Manufacturing Medical Equipment to Protect Frontline Workers During Respiratory Intubation
Healthcare staff provide lifesaving care to those in need. However, healthcare workers on the frontlines often put their own health at risk to treat patients with infectious diseases. Concerns over healthcare worker safety have mounted in response to the COVID-19 pandemic, as many healthcare workers are in close contact with patients who have the virus. To decrease exposure to COVID-19 (and other infectious diseases), workers need reliable medical equipment designed for this purpose.
Consider the case study of the Airway/Respiratory Containment (ARC) system developed by Texas Children’s Hospital ® in collaboration with Pacific Research Labs and Sawbones. This case study showcases why manufacturing medical equipment is absolutely vital and explains how the creators of the ARC system overcame multiple challenges to design a product that could help healthcare workers in a global emergency.
The ARC System: A Case Study
Texas Children’s Hospital® began developing the ARC system soon after the global COVID-19 pandemic began. Many Texas Children’s Hospital® staff members collaborated on the project together, including Medical Director of Emergency Management Brent Kaziny, respiratory therapist Richard Nguyen, and nurse practitioner Michael Pickett (who also designed and developed the RediStik line of products for healthcare workers).
Here’s how the ARC team designed, prototyped, and manufactured this new piece of equipment with help from Pacific Research Labs.
The ARC design team had their work cut out for them from the very start. When they first began designing the ARC system, there was a great deal of uncertainty surrounding the virus and how it could potentially impact healthcare workers.
First of all, there was no way to tell with certainty whether patients had the virus unless they underwent testing. So, every patient visiting the emergency room in need of intubation would have to be treated as if they had COVID-19 to reduce risk to healthcare workers.
There was yet another problem, however. At the time, infectious disease experts strongly suspected that the virus was spread through respiratory aerosols. This included common exposure sources like sneezing, coughing, talking, or breathing, but it also included high risk medical procedures like respiratory intubation.
Respiratory intubation involves inserting a tube through the mouth and airways of a patient to enable them to breathe. It’s meant for patients who are unconscious, are going under anesthetic, or who are unable to breathe on their own. This includes patients who are diagnosed with COVID-19, as some patients experience severe difficulty breathing without assistance.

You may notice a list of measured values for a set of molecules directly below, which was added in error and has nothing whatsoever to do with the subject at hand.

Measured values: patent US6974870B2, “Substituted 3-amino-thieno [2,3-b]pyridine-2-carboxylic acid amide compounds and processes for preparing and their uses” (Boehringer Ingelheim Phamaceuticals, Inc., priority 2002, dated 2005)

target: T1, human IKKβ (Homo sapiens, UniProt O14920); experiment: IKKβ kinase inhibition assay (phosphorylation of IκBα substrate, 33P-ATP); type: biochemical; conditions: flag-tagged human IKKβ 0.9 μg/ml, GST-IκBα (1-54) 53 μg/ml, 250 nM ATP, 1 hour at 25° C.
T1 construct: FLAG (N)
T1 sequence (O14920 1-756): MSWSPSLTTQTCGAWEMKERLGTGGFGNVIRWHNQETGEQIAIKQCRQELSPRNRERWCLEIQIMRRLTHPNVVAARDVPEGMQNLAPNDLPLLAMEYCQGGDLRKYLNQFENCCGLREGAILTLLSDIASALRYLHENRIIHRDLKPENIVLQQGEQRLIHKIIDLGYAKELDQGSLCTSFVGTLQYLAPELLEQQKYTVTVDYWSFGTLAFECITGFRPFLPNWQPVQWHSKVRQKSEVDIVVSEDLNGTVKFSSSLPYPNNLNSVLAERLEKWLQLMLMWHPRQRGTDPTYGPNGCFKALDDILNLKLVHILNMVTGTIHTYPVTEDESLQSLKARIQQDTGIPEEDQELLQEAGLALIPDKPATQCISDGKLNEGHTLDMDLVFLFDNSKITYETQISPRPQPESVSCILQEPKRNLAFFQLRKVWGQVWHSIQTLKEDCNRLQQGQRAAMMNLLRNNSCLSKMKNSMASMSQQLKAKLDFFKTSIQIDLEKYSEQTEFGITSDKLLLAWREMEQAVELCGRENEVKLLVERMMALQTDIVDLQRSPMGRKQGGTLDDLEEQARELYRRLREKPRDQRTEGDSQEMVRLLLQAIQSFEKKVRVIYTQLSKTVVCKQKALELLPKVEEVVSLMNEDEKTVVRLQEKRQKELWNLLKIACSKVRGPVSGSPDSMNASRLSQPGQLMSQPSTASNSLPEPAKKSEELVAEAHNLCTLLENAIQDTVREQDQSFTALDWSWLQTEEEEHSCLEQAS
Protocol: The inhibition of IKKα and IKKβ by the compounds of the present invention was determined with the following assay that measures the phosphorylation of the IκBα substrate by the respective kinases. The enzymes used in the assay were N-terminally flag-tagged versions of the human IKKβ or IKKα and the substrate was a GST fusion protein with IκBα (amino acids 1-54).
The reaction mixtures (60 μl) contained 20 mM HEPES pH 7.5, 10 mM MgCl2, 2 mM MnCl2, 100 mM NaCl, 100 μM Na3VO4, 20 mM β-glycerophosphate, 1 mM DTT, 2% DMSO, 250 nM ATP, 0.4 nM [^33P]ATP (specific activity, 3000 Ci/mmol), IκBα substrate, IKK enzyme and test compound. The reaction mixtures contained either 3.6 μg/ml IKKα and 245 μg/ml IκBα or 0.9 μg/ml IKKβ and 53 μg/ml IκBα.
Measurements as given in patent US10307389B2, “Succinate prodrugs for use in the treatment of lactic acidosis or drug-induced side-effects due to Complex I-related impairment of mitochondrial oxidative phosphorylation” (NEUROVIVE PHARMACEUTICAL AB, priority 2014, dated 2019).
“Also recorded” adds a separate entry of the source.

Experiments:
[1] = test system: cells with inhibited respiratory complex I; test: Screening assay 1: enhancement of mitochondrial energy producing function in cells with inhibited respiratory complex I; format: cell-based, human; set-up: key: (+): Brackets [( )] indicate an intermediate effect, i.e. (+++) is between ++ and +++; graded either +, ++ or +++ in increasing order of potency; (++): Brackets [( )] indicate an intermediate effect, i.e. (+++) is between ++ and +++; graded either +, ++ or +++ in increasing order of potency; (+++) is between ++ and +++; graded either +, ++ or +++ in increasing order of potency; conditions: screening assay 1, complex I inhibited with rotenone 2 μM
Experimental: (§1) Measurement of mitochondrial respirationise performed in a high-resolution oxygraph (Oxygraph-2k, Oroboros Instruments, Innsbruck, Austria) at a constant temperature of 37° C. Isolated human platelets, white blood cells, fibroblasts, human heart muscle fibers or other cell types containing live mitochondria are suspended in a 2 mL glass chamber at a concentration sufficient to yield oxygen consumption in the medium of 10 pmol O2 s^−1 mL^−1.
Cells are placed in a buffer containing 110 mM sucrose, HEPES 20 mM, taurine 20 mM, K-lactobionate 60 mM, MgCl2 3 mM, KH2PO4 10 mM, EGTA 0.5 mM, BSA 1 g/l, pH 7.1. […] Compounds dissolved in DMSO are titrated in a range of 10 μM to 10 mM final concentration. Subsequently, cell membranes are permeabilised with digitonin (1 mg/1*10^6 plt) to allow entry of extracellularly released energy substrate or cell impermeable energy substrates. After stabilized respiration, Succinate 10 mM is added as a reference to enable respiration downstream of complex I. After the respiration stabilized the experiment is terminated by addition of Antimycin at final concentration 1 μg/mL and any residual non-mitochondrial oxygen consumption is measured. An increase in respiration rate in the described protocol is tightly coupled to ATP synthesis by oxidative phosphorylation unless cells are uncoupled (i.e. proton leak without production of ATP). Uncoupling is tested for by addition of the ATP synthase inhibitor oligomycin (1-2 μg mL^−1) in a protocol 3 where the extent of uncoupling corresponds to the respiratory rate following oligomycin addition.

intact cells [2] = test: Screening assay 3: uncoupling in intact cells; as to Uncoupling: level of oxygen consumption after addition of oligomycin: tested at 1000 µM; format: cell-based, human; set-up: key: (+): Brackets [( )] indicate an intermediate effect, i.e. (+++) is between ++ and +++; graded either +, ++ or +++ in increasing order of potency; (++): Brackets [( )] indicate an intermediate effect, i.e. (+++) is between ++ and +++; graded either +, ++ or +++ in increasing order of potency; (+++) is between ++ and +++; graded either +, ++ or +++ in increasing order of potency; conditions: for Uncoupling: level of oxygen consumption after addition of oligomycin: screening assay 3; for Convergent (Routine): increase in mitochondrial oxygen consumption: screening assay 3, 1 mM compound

The problem with performing this procedure during the COVID-19 pandemic is that it’s an aerosol-generating procedure (AGP), meaning that it comes with an even higher risk of spreading infectious aerosols to healthcare workers.
In order for workers to perform this procedure safely, they needed a barrier between them and their patients to decrease their exposure to infectious aerosols. Healthcare workers also needed this solution fast, since many were already at risk of exposure while they waited for the equipment to be developed.
So, the ARC team got to work immediately on the first prototypes of an airway containment system for intubation.
The ARC design team started off with a simple cardboard prototype to determine the rough dimensions of the system. In just one week, the team made four different cardboard prototypes like the one below.
The goal was to make a barrier that workers could quickly and easily put over a patient before they were intubated. Then, workers would place their gloved arms inside the barrier through protective openings to perform the intubation.
During this cardboard prototyping stage, respiratory therapist Richard Nguyen discovered a method for getting negative airflow to reduce exposure to infectious aerosols. By placing the system over the head and shoulders of the patient before the procedure began, there was less risk of direct aerosol exposure.
That weekend, using the cardboard models for reference, Nguyen then made a new prototype out of PVC and plastic.
He brought the prototype to the design team the following week and the team made adjustments to the prototype based on factors like:
Ergonomics: Making sure healthcare workers’ arms and hands could move with a full range of motion inside of the system.
Fit: The team wanted to design a one-size-fits-all system so healthcare workers could use them on any patient and any hospital bed from ER and ICU to OR. To refine this aspect of the design, they enlisted the help of the hospital’s anesthesia department, who have vast experience working with patients of various heights, builds, and hospital settings.